Dignity and Justice for all of us
The title of this post is the slogan for Human Rights Day, 10 December 2007 and from Monday, it is the year long commemoration of the 60th anniversary of the Universal Declaration of Human Rights. The Declaration is an imperfect document, but still a set of guidelines that should inspire leaders and people.
Malaysia is still ahead of Singapore in the human rights scene. They have a national human rights mechanism, Suhakam and their Bar Society is robust in redefining the boundaries of the government’s acceptable and unacceptable behaviour. Incidentally, while the Bar Society did not seemingly fully support the latest protest it did back its members up when they were arrested. The recent protests since November 10 and government arrest is interesting on how boundaries are constantly being redrawn. Malaysia generally allows protests if permits are applied for. But when permits are rejected, then the protest technically becomes illegal. But still the protestors would march, saying that the ban on the march is uncalled for.
So what is the issue here? Who is abusing the people’s trust? The Bersih, Hindraf and Human Rights Day marches are not the same. THe Hindraf march has a taint of religiously and racially charged tit-for-tat mischief while the Bersih and Sunday’s march is more credible. Anyway, Malaysia’s patience is disappearing fast. This is the third major protest since November 10, and ringleaders are already being rounded up. Singapore’s authorities are probably updating their checklist on what to do and not to do on street protests, since they also hold the line that stability and public safety is more important than public freedom. I don’t dispute this idea, but who is the judge ultimately?
Also, this hypocritical quote is priceless and will only set the ground aflame.
“Abdullah also urged voters not to be swayed by groups that stir racial sentiments to reap political support.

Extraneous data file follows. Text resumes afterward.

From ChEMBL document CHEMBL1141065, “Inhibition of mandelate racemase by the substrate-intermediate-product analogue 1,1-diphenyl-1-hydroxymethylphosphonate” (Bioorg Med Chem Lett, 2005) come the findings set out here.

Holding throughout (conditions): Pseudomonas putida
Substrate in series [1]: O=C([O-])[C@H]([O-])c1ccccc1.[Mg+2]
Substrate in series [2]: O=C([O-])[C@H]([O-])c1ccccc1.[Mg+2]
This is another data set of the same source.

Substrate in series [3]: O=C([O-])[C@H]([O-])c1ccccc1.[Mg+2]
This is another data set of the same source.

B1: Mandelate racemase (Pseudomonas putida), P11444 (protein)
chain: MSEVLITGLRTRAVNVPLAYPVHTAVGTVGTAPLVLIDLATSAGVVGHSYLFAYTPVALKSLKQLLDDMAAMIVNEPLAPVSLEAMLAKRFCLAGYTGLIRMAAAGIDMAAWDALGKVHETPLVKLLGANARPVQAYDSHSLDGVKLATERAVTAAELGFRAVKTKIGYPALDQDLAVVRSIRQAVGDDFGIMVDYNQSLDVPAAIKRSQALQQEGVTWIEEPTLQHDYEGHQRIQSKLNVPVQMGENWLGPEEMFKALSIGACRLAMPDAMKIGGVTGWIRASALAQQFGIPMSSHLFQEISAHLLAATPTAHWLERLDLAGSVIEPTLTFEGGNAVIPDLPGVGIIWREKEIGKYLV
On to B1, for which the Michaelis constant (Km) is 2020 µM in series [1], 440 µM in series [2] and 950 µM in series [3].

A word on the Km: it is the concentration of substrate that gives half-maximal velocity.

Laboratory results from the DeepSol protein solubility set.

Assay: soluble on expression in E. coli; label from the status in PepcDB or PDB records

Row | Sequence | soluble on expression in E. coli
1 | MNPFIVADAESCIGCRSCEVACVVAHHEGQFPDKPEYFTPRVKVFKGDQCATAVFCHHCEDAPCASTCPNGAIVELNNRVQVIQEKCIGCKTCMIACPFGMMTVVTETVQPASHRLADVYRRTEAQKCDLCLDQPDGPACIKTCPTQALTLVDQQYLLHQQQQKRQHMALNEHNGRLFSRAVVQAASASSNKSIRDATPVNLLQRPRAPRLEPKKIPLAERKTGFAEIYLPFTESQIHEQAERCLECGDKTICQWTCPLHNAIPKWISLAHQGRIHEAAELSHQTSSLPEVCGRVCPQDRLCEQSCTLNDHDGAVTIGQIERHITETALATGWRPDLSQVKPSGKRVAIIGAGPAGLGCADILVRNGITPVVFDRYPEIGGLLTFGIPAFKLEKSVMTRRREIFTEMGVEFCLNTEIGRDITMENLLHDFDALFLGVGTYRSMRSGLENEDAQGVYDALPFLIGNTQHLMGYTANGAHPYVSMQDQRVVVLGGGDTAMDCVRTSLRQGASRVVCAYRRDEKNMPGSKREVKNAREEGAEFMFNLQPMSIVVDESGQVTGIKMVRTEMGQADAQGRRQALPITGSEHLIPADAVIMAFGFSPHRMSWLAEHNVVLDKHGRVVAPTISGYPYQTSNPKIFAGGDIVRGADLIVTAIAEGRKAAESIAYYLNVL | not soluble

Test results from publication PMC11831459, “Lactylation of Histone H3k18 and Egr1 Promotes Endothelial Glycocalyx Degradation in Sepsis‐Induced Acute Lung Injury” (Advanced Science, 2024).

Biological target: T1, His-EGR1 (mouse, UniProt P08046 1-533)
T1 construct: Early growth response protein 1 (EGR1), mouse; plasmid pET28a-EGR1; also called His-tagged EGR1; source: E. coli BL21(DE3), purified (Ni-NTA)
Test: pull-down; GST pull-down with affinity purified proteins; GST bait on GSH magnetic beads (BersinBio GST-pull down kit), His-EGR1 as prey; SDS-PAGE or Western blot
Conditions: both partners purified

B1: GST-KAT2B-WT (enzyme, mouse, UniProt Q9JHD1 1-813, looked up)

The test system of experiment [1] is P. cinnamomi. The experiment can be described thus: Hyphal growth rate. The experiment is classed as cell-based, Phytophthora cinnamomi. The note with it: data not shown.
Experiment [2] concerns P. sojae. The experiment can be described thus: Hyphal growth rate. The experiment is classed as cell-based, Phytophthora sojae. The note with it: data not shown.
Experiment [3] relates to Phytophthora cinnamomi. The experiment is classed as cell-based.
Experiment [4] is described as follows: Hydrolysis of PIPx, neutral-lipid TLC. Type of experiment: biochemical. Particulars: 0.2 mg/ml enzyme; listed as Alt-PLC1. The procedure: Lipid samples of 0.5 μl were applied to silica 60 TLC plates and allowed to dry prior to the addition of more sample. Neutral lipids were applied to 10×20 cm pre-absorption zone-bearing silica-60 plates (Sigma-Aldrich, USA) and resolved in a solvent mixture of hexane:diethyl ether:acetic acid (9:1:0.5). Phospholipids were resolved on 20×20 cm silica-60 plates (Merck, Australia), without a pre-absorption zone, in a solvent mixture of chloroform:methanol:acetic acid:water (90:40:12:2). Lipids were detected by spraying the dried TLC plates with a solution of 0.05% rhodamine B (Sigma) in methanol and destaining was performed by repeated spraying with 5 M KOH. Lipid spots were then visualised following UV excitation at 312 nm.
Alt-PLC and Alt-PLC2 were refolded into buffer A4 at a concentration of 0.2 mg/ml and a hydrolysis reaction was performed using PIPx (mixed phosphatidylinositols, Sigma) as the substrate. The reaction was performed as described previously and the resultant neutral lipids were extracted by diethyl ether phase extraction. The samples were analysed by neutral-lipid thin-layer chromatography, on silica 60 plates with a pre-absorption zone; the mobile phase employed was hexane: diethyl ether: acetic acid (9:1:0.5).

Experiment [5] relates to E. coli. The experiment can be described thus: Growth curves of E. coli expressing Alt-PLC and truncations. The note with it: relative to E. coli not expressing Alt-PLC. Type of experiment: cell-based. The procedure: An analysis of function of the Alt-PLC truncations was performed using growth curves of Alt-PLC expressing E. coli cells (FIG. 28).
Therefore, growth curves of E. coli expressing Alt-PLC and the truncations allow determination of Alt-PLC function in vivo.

“If voters are easily persuaded … by people playing the racial card, then we are heading for disaster,” he said.”
Isn’t that what the blatant bumiputra policy and the waving of the kris at the UMNO assembly all about?
Malaysia’s leader says public freedoms can be sacrificed for stability’s sake
The Associated Press
Monday, December 10, 2007
PUTRAJAYA, Malaysia: Malaysia’s leader said Monday he is willing to sacrifice public freedoms for the sake of national stability, a day after police arrested 21 opposition members and lawyers who took part in street protests.
Human rights activists have accused authorities of clamping down on freedom of expression by banning recent rallies aimed at calling for electoral reforms, government transparency and racial equality.
However, Prime Minister Abdullah Ahmad Badawi said that efforts to ensure Malaysia’s security demand “a sense of accountability to the whole, rather than the few.”
“If the choice is between public safety and public freedoms, I do not hesitate to say here that public safety will always win,” Abdullah said in a speech to corporate leaders.
“I will not sacrifice my sense of accountability to the greater public, especially in the face of police intelligence about planned fighting or other violent intent,” Abdullah said. “We must never ever take our peace for granted.”
Abdullah’s administration has been rocked by a Nov. 10 rally in Kuala Lumpur — which drew some 30,000 people demanding electoral fairness ahead of national polls widely expected early next year — followed by a similarly large protest by minority ethnic Indians on Nov. 25 to complain of racial discrimination and economic deprivation.
Police arrested 12 members of an opposition coalition Sunday for taking part in the Nov. 10 rally, as well as nine people, including several lawyers, involved in a march for human rights earlier Sunday. Most of the lawyers were charged with illegal assembly Monday.
The government has also charged 31 Indians with attempted murder after a policeman was injured at the Nov. 25 rally.
Authorities had banned all the gatherings, saying they could threaten public order.
Abdullah pledged Monday to work to ensure political and economic justice, but added that people must remember “there are many groups within the country — each with their own sets of demands, each with their own set of sensitivities.”
“These differences are very real, yet we do not descend into sheer unmitigated chaos,” he said.
Abdullah also urged voters not to be swayed by groups that stir racial sentiments to reap political support.
“If voters are easily persuaded … by people playing the racial card, then we are heading for disaster,” he said.
Ethnic Malay Muslims, who comprise some 60 percent of Malaysia’s 27 million people, control political power. Many ethnic Chinese and Indians, who form the two main minority communities, complain their grievances are ignored, especially regarding an affirmative action program that gives privileges to Malays in business, jobs and education.